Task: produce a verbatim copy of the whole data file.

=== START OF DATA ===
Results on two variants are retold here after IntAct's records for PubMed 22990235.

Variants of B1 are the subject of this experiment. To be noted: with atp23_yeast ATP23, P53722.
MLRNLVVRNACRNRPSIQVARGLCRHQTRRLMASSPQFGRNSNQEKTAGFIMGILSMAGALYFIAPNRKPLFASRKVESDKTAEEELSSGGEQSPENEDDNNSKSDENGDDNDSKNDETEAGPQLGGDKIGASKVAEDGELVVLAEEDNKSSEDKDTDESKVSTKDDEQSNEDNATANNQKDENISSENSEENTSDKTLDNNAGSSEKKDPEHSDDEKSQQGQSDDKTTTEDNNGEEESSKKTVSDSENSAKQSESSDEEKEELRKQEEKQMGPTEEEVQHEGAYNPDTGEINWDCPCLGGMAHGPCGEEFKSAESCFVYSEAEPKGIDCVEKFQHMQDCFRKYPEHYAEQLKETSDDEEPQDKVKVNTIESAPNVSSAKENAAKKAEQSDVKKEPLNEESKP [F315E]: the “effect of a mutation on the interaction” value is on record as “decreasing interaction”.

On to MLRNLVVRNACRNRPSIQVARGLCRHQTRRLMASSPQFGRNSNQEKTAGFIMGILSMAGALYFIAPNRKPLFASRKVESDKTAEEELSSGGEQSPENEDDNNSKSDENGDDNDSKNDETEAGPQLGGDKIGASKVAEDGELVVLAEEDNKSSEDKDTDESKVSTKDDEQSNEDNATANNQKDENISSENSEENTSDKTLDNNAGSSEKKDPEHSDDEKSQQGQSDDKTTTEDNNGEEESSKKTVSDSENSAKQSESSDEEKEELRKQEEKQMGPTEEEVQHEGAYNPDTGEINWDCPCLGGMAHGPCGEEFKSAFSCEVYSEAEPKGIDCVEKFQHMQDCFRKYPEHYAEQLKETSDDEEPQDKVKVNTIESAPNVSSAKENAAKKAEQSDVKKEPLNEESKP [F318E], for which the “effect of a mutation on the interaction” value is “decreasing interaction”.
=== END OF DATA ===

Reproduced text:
Results on two variants are retold here after IntAct's records for PubMed 22990235.

Variants of B1 are the subject of this experiment. To be noted: with atp23_yeast ATP23, P53722.
MLRNLVVRNACRNRPSIQVARGLCRHQTRRLMASSPQFGRNSNQEKTAGFIMGILSMAGALYFIAPNRKPLFASRKVESDKTAEEELSSGGEQSPENEDDNNSKSDENGDDNDSKNDETEAGPQLGGDKIGASKVAEDGELVVLAEEDNKSSEDKDTDESKVSTKDDEQSNEDNATANNQKDENISSENSEENTSDKTLDNNAGSSEKKDPEHSDDEKSQQGQSDDKTTTEDNNGEEESSKKTVSDSENSAKQSESSDEEKEELRKQEEKQMGPTEEEVQHEGAYNPDTGEINWDCPCLGGMAHGPCGEEFKSAESCFVYSEAEPKGIDCVEKFQHMQDCFRKYPEHYAEQLKETSDDEEPQDKVKVNTIESAPNVSSAKENAAKKAEQSDVKKEPLNEESKP [F315E]: the “effect of a mutation on the interaction” value is on record as “decreasing interaction”.

On to MLRNLVVRNACRNRPSIQVARGLCRHQTRRLMASSPQFGRNSNQEKTAGFIMGILSMAGALYFIAPNRKPLFASRKVESDKTAEEELSSGGEQSPENEDDNNSKSDENGDDNDSKNDETEAGPQLGGDKIGASKVAEDGELVVLAEEDNKSSEDKDTDESKVSTKDDEQSNEDNATANNQKDENISSENSEENTSDKTLDNNAGSSEKKDPEHSDDEKSQQGQSDDKTTTEDNNGEEESSKKTVSDSENSAKQSESSDEEKEELRKQEEKQMGPTEEEVQHEGAYNPDTGEINWDCPCLGGMAHGPCGEEFKSAFSCEVYSEAEPKGIDCVEKFQHMQDCFRKYPEHYAEQLKETSDDEEPQDKVKVNTIESAPNVSSAKENAAKKAEQSDVKKEPLNEESKP [F318E], for which the “effect of a mutation on the interaction” value is “decreasing interaction”.